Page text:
Saturday, January 29, 2011

Teacher Quality, No Easy Solution.

In his State of the Union Speech on Tuesday President Obama said the following: "If you show us the most innovative plans to improve teacher quality and student achievement, we’ll show you the money.” I like the idea of money but am not solely driven by it. I chose to be a teacher after all. Education reform seems increasingly motivated by the idea that incentives will improve teaching and ultimately student performance. The logic goes if you pay teachers based on how their kids do, teaching and learning will improve. Perhaps they will...but I have my doubts.

One frightening prospect educators are facing in my state is the implementation of the "growth model" for teacher evaluation(more frightening than the included graphic which is meant to clarify the plan). It really is not that innovative and that's what concerns me. This is presented by policymakers as a simple way to judge teachers and implement merit pay and it is hard to argue against.  It even sounds good. But beware the obvious or easy solutions in education. This model looks at student achievement between grades and measures growth rather than looking only at whether a student is proficient on certain standards. ( See Developing a Growth Measure in Virginia ) If your students do better, you get paid more.

This effort to evaluate and reward teachers oversimplifies what we do. To attempt to implement a fair system is almost impossible and all those involved should face this reality instead of doing something for the sake of doing something. UVA Psychologist Daniel Willingham briefly explains this here. So besides not being fair I am also concerned about this reliance on a single indicator.

Public perception of these tests and the perceptions by those who deal directly with them might differ more than just a little. I spent the last 48 hours questioning the validity of my recent SOL results. It has in fact made me rethink whether I should trust these tests at all. It is after all only 1 test. As a tennis coach if I made decisions about my roster solely on how fast athletes were or whether they had a good serve some of the most successful tennis players I coached would never have made the team. Further, some players on my team might not have improved but instead gained a great deal more from competing. Why can't we see similar flaws with high stakes testing? Education seems one of the few places this is acceptable.

Much good has come from the SOLs my state uses but the impact on the school and classroom is not all good. Yes we are accountable but now we may focus too much on these tests. Schools often consume vast resources to just to give these tests. We teach to them, develop remediation plans, give thousands at each school, bring in extra staff, reshape our schedule, all for these tests. Right after the results come back schools shift gears into remediation mode in the name of meeting AYP. We might get these kids past the test but are we really serving them long term? Some research suggests simply taking the test again might yield the desired outcome and that perhaps remediation might not be as worthwhile. Too bad in my subject area they have only released 1 test. SOLS are good but should only be part of any plans for improvement.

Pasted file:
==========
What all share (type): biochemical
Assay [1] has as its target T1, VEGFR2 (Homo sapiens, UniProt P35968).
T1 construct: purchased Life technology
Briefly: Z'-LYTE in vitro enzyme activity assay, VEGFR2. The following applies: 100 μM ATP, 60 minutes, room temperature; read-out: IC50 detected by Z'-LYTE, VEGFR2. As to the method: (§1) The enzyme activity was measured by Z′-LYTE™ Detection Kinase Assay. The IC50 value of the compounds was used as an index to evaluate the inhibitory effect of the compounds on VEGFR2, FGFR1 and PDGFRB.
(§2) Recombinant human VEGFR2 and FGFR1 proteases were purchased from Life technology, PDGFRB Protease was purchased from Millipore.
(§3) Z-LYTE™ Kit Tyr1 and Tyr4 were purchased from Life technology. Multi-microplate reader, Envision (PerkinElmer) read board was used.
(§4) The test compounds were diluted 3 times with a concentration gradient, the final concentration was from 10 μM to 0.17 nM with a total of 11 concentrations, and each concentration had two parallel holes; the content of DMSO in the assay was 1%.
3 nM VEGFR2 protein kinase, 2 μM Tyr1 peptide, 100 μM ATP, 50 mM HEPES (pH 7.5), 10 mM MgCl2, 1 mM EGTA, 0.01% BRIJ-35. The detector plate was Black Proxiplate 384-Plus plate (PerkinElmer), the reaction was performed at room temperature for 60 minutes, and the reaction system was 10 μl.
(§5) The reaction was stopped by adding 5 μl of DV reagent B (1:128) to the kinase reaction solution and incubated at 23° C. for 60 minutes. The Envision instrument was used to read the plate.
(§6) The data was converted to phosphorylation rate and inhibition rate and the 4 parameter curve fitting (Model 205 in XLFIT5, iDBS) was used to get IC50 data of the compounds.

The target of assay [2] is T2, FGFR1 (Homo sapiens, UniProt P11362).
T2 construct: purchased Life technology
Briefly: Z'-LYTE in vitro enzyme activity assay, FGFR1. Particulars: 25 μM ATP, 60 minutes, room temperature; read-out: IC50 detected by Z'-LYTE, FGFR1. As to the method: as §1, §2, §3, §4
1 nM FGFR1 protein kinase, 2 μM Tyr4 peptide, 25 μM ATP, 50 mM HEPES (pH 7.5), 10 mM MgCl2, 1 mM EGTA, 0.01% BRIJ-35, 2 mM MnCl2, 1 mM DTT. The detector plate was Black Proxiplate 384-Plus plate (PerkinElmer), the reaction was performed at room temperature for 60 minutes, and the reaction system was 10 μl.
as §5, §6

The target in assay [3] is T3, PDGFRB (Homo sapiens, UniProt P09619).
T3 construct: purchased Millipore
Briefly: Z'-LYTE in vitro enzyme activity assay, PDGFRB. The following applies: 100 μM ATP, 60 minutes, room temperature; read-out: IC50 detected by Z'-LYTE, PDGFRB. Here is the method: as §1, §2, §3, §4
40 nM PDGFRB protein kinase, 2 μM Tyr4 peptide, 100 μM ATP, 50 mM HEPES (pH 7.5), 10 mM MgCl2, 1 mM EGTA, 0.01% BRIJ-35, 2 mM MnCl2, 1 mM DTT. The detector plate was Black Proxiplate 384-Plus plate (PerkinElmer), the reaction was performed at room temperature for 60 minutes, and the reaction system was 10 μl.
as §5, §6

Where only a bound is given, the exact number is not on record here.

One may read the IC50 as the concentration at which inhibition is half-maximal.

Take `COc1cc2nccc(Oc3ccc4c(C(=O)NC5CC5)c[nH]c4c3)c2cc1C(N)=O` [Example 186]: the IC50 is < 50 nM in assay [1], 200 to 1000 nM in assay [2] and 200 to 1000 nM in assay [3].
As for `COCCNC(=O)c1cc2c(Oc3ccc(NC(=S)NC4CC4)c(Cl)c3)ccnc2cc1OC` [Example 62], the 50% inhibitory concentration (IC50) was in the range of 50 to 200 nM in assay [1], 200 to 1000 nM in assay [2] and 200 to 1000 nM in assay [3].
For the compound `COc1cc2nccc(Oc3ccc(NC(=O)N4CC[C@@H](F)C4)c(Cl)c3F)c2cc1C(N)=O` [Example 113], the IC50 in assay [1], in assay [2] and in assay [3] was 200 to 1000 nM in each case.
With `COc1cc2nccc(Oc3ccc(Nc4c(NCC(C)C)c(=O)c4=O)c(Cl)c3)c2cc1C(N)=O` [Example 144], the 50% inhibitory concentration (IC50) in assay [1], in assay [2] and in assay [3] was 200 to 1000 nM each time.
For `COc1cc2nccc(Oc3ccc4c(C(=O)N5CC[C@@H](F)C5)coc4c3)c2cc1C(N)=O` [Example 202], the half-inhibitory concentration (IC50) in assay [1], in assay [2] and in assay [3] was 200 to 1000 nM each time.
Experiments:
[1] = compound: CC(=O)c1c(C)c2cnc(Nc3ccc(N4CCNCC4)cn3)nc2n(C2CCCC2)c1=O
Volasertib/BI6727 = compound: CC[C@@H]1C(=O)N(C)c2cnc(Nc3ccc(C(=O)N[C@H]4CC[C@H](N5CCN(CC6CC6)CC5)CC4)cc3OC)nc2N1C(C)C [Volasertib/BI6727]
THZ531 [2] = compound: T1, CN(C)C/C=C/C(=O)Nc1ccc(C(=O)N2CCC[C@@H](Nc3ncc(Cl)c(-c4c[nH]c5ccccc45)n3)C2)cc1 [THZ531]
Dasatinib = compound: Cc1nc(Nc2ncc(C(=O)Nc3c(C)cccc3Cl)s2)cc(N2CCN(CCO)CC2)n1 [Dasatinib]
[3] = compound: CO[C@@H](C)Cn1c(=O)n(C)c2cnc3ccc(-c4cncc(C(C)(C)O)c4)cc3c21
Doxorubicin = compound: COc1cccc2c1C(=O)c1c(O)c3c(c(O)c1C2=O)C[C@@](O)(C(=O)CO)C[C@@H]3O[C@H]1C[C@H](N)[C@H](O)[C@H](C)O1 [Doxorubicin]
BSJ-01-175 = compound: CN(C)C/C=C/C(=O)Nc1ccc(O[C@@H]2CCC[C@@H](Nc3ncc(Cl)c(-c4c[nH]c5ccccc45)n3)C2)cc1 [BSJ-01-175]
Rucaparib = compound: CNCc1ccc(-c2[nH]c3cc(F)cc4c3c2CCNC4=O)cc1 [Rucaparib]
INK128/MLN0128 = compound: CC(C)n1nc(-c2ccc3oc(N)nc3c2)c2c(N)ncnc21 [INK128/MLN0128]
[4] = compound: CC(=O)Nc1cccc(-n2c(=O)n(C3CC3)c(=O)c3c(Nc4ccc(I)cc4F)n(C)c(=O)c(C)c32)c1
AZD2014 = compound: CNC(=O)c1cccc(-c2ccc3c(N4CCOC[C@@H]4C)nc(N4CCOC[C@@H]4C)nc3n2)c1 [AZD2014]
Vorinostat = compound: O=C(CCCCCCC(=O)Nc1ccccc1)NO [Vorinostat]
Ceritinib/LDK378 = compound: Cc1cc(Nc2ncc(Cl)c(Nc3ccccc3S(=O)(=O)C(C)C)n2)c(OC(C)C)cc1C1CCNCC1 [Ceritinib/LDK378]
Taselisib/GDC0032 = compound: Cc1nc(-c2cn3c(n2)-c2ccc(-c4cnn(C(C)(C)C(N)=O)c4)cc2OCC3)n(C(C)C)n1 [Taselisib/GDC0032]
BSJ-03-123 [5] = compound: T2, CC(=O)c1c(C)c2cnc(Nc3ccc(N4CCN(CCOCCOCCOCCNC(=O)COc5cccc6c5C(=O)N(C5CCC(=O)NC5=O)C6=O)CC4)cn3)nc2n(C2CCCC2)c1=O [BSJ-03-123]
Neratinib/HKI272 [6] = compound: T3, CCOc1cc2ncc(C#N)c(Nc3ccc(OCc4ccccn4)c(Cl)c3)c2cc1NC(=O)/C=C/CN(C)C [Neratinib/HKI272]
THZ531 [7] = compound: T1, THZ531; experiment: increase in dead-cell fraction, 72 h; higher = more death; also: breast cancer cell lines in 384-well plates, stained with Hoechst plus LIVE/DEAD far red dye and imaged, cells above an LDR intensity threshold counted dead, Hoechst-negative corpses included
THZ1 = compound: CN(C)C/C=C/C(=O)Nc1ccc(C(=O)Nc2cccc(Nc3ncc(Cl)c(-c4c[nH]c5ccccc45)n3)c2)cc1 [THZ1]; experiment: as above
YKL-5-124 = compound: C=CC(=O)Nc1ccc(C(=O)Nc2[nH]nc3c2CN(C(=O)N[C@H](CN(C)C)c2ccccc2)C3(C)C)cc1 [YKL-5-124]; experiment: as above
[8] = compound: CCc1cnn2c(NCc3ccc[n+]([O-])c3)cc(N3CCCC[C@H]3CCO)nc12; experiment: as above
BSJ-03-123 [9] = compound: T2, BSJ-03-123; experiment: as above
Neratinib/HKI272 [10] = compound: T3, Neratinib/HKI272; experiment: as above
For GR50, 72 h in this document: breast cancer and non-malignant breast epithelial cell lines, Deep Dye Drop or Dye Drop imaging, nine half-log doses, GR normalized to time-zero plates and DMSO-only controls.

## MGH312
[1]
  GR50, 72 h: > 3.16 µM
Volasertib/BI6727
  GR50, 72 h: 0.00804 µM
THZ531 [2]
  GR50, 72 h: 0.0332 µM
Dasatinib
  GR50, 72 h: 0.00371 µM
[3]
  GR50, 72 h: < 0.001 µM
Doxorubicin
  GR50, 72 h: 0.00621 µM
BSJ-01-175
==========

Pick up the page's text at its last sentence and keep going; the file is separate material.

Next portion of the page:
Kids should be tested and held accountable. I think a better measure of accountability is called a grade. A more global measure of achievement, knowledge, skills, and effort. I reflect often on whether my grades are valid and SOLs in fact have helped with this. But grades rarely even come up when talking about my class and my evaluation. Talk is about SOL results and what I am doing to improve them. Actually it would be fair to say all schools worry about is pass rate. So in theory a teacher's class average could fall but they have fewer kids fail and they would be seen as a success. So SOL results should only be one part of the way we measure and evaluate teachers.

Teacher quality in my opinion(and some research agrees) is probably the single biggest factor in outcomes. That's simple. But finding a way to make us all better teachers is not as simple. I am wary of politicians that develop simple ways to make us better. I am also wary of whether current plans and money will really improve teacher quality overall and especially in at risk schools. We need to strengthen our current compensation practices in education and some level of incentives may be part of a more comprehensive approach. But alone I am skeptical they will fix what need fixing. I welcome positive change and know we can come up with something better. As we seek to recruit quality teachers for the future will they be ready for the new way they will be judged? Or will they seek other employment when they encounter some of the current reforms and solutions.

1 comment:

  1. As with so many reforms, the value-added (or growth model as Virginia is calling it) will cost so much money to implement that we really need to question its value even if it were a proven fix. It will manage to give companies like Pearson even more business when the data-tracking systems are required of localities to carry out the mandate.

    This could be done more effectively if as you suggest we use more than a single measure of teacher effectiveness and invest in the human resources to evaluate rather than turning everything into binary.